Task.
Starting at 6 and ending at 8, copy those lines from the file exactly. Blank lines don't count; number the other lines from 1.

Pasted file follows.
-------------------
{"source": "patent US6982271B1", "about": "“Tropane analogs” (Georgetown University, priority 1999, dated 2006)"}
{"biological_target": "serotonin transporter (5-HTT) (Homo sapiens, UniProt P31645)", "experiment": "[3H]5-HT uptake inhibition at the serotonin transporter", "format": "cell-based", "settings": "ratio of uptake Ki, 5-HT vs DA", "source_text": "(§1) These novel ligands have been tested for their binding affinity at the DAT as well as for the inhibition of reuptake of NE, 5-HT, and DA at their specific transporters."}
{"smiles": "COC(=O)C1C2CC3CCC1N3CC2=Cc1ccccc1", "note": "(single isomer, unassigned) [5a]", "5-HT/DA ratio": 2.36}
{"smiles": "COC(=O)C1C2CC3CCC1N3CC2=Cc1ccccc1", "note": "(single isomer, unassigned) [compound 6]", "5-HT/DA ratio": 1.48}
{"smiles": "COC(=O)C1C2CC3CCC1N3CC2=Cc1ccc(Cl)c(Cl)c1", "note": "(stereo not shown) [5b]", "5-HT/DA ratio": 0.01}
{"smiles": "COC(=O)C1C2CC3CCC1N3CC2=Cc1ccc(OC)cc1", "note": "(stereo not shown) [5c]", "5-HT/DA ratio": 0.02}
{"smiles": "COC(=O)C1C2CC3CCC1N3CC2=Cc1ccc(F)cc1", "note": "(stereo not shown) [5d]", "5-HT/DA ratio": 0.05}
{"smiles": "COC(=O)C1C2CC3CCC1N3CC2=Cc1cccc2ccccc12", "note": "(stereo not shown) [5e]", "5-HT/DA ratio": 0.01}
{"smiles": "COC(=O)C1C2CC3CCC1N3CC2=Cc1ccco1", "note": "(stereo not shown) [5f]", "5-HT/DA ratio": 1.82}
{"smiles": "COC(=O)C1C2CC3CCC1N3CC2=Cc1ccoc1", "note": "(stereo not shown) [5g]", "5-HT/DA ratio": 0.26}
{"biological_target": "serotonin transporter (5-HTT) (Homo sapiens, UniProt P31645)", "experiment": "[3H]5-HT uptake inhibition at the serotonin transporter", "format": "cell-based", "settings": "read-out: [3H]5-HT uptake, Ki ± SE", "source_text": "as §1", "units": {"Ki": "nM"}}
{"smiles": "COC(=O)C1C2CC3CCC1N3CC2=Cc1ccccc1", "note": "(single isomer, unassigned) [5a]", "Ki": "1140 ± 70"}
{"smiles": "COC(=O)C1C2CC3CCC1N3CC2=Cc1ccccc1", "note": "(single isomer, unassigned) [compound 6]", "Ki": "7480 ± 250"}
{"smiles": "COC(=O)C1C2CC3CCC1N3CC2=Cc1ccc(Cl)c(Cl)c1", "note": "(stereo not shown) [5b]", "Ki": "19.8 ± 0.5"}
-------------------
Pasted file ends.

{"smiles": "COC(=O)C1C2CC3CCC1N3CC2=Cc1ccc(OC)cc1", "note": "(stereo not shown) [5c]", "5-HT/DA ratio": 0.02}
{"smiles": "COC(=O)C1C2CC3CCC1N3CC2=Cc1ccc(F)cc1", "note": "(stereo not shown) [5d]", "5-HT/DA ratio": 0.05}
{"smiles": "COC(=O)C1C2CC3CCC1N3CC2=Cc1cccc2ccccc12", "note": "(stereo not shown) [5e]", "5-HT/DA ratio": 0.01}